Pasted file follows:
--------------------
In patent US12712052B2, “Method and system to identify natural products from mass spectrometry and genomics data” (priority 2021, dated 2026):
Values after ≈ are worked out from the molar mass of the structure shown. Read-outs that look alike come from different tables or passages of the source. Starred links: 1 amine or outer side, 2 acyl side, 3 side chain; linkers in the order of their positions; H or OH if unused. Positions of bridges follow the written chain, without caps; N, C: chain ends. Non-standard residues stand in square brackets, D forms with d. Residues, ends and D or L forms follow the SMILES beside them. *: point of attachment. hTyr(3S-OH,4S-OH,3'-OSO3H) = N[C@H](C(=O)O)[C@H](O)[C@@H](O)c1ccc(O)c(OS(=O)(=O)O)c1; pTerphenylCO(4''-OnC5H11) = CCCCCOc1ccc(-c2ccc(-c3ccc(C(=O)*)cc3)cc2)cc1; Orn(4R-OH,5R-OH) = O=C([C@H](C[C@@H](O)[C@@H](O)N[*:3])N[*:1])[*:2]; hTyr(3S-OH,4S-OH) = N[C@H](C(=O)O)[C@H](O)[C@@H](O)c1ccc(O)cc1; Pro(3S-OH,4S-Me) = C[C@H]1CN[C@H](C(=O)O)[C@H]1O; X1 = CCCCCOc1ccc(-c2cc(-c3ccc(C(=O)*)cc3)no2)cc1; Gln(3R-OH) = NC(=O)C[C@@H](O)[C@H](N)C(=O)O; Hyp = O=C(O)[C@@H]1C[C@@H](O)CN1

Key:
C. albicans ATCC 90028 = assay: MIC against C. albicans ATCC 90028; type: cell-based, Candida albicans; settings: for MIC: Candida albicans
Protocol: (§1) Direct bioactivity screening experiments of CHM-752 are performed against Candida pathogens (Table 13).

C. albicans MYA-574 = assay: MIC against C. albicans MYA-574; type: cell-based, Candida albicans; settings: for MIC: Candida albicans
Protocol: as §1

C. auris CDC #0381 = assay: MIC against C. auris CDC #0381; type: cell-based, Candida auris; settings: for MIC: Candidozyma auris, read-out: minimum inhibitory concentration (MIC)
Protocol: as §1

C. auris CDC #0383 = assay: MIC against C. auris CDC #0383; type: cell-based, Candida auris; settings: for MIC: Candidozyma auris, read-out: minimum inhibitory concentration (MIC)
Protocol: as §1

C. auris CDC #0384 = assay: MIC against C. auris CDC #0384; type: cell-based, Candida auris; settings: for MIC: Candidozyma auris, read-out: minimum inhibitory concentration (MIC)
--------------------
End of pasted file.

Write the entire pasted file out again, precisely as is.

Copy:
In patent US12712052B2, “Method and system to identify natural products from mass spectrometry and genomics data” (priority 2021, dated 2026):
Values after ≈ are worked out from the molar mass of the structure shown. Read-outs that look alike come from different tables or passages of the source. Starred links: 1 amine or outer side, 2 acyl side, 3 side chain; linkers in the order of their positions; H or OH if unused. Positions of bridges follow the written chain, without caps; N, C: chain ends. Non-standard residues stand in square brackets, D forms with d. Residues, ends and D or L forms follow the SMILES beside them. *: point of attachment. hTyr(3S-OH,4S-OH,3'-OSO3H) = N[C@H](C(=O)O)[C@H](O)[C@@H](O)c1ccc(O)c(OS(=O)(=O)O)c1; pTerphenylCO(4''-OnC5H11) = CCCCCOc1ccc(-c2ccc(-c3ccc(C(=O)*)cc3)cc2)cc1; Orn(4R-OH,5R-OH) = O=C([C@H](C[C@@H](O)[C@@H](O)N[*:3])N[*:1])[*:2]; hTyr(3S-OH,4S-OH) = N[C@H](C(=O)O)[C@H](O)[C@@H](O)c1ccc(O)cc1; Pro(3S-OH,4S-Me) = C[C@H]1CN[C@H](C(=O)O)[C@H]1O; X1 = CCCCCOc1ccc(-c2cc(-c3ccc(C(=O)*)cc3)no2)cc1; Gln(3R-OH) = NC(=O)C[C@@H](O)[C@H](N)C(=O)O; Hyp = O=C(O)[C@@H]1C[C@@H](O)CN1

Key:
C. albicans ATCC 90028 = assay: MIC against C. albicans ATCC 90028; type: cell-based, Candida albicans; settings: for MIC: Candida albicans
Protocol: (§1) Direct bioactivity screening experiments of CHM-752 are performed against Candida pathogens (Table 13).

C. albicans MYA-574 = assay: MIC against C. albicans MYA-574; type: cell-based, Candida albicans; settings: for MIC: Candida albicans
Protocol: as §1

C. auris CDC #0381 = assay: MIC against C. auris CDC #0381; type: cell-based, Candida auris; settings: for MIC: Candidozyma auris, read-out: minimum inhibitory concentration (MIC)
Protocol: as §1

C. auris CDC #0383 = assay: MIC against C. auris CDC #0383; type: cell-based, Candida auris; settings: for MIC: Candidozyma auris, read-out: minimum inhibitory concentration (MIC)
Protocol: as §1

C. auris CDC #0384 = assay: MIC against C. auris CDC #0384; type: cell-based, Candida auris; settings: for MIC: Candidozyma auris, read-out: minimum inhibitory concentration (MIC)